There is no doubt there are two separate acts from two different constitutional bodies that are supposed to complement each other; and the second body is supposed as well to check the first. The JBC was created in addition to the Commission on Appointments. Its function was to remove from the latter office its special function of checking the aptitudes and responsibilities of men and women whose life, liberty and property would be the special subject of their task.

There is talk against Malacañang that the Judicial and Bar Council may refuse to submit to the President its recommendations for the next chief justice on the ground that its appointment at this time is not necessary. The presidential appointment based on the JBC recommendations is necessary. May a petition to compel their submission be filed? May the presidential appointment of the next chief justice without the JBC recommendation be excused?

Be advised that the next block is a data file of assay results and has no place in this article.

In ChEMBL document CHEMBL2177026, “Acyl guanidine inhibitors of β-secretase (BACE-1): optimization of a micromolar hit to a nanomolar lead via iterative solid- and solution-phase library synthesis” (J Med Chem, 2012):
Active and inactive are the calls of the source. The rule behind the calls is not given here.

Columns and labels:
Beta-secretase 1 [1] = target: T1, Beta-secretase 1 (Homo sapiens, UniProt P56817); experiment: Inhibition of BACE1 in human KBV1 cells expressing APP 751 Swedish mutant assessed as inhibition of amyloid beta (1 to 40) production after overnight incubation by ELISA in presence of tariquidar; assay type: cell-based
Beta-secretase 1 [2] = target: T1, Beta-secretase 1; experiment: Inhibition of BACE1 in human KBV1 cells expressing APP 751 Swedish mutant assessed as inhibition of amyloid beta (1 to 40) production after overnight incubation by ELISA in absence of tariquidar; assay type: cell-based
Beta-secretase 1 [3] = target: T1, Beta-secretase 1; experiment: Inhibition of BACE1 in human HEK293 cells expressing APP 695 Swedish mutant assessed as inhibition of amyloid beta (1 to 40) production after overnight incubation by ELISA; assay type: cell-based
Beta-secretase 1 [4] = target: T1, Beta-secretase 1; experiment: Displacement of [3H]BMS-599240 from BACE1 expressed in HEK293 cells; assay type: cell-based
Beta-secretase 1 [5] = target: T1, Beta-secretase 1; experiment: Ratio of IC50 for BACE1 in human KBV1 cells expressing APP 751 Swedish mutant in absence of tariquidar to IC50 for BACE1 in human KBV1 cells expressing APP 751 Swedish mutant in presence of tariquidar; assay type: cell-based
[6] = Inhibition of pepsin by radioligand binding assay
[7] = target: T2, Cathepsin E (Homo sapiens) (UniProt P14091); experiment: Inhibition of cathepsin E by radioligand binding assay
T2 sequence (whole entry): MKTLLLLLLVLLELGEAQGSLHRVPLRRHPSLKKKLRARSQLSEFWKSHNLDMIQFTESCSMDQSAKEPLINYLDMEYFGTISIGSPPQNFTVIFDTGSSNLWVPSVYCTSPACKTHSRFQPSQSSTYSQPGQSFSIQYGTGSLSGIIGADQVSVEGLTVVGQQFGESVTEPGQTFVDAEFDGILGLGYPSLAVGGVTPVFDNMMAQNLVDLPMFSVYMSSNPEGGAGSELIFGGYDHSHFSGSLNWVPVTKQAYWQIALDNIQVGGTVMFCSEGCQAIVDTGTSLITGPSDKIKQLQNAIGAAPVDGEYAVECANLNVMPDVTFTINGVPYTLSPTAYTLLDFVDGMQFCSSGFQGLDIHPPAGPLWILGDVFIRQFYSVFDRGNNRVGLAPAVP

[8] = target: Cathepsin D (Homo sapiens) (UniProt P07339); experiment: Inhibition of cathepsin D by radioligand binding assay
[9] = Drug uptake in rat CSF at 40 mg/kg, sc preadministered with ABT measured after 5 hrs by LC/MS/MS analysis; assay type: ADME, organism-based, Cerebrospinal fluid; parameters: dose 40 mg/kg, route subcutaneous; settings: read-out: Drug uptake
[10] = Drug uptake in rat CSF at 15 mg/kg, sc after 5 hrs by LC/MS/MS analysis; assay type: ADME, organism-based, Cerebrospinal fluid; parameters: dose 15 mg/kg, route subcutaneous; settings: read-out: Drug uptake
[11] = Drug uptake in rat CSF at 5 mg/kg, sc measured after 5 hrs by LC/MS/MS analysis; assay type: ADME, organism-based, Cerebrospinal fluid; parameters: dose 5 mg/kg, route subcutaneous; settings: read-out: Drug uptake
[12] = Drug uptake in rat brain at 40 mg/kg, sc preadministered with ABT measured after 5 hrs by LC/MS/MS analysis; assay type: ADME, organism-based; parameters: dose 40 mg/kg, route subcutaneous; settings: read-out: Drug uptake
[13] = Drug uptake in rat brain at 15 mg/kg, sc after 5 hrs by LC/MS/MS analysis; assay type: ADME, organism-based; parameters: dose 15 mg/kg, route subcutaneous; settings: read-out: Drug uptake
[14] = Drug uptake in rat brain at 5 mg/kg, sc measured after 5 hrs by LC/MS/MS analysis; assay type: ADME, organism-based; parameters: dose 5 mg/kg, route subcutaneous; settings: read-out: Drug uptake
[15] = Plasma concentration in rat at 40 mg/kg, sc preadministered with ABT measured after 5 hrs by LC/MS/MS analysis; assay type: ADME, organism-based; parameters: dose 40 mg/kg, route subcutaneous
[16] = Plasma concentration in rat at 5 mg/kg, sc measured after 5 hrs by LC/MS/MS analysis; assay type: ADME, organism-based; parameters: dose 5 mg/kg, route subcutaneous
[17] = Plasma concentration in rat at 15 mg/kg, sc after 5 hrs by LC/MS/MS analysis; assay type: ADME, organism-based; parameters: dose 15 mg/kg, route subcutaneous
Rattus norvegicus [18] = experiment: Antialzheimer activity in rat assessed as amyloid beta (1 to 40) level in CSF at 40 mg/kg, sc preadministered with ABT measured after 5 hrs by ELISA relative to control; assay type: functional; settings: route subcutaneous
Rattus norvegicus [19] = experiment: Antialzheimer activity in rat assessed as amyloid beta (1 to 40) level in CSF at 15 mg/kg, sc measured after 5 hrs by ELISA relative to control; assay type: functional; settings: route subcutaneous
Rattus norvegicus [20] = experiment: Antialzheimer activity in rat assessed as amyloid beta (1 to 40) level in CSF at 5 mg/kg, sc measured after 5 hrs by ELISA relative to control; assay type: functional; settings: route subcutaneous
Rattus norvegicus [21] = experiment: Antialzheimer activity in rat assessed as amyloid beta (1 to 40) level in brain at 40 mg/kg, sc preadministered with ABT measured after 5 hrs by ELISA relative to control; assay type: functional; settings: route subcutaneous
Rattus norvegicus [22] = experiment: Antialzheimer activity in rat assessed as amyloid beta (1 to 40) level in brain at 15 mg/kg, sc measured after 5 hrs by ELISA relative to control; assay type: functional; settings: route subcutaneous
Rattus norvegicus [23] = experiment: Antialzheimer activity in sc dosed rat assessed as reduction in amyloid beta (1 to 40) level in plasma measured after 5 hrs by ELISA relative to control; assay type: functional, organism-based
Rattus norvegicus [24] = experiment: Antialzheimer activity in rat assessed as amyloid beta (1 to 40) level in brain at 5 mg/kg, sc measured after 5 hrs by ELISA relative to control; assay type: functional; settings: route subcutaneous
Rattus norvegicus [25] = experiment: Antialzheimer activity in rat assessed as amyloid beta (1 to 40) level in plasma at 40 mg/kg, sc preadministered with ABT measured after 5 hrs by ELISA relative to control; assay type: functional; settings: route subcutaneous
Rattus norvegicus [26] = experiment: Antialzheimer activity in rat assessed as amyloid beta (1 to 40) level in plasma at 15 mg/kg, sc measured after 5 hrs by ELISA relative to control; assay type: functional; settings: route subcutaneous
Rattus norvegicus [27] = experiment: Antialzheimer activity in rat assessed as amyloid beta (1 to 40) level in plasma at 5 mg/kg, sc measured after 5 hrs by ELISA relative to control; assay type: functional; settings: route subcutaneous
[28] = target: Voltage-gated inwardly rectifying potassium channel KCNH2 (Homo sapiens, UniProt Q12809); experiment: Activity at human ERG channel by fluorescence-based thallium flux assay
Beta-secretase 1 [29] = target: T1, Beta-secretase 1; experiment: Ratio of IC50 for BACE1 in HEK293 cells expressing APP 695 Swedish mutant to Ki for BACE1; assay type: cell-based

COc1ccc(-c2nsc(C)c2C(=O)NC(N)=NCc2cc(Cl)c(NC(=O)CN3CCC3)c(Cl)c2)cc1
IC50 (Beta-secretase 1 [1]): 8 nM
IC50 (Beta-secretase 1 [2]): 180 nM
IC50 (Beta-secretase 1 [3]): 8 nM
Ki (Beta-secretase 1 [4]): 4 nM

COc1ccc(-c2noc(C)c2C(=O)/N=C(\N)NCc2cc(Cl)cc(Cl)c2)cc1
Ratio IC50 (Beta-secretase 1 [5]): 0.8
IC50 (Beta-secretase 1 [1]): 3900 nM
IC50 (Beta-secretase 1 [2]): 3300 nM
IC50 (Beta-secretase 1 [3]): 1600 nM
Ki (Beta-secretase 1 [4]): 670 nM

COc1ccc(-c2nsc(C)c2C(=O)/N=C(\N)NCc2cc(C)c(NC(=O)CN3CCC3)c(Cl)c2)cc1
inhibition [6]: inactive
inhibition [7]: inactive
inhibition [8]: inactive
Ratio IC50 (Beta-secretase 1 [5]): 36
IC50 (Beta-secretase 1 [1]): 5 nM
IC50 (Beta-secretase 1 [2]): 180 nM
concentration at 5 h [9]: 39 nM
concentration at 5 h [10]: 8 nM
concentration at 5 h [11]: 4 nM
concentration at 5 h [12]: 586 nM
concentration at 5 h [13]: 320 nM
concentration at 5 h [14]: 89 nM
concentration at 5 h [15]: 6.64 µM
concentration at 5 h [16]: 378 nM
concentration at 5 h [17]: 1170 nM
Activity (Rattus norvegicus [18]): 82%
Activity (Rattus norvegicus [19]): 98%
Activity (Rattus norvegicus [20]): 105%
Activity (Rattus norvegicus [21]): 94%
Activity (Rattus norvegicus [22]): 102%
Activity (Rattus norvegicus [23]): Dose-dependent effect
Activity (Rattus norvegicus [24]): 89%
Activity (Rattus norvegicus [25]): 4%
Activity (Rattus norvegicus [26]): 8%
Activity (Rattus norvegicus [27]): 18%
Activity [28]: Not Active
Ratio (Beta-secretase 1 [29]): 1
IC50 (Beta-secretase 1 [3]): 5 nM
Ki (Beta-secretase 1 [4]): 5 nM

To remove its scrutiny over the merits of judges and justices would loosen our vigilance over the judicial department. The overall effect would be the complete control of the president of Philippines over the members of the judiciary.


Sounding Board
What constitutional crisis?
By Fr. Joaquin G. Bernas, S.J.
Philippine Daily Inquirer
First Posted 02:01:00 02/08/2010

EVERY indication coming from the Palace is that, come hell or high water, President Gloria Macapagal-Arroyo will reject the 1962 lesson given by the late President Diosdado Macapagal and will appoint the next chief justice once Chief Justice Reynato Puno retires come May 17.

But then we really are not so sure that she will. At least, I am not so sure. Did not a life changing experience happen to Paul of Tarsus on the road to Damascus, when he heard a voice saying, “Paul, Paul, why are you persecuting me?” That road to Damascus is still open. And the voice might once again be heard.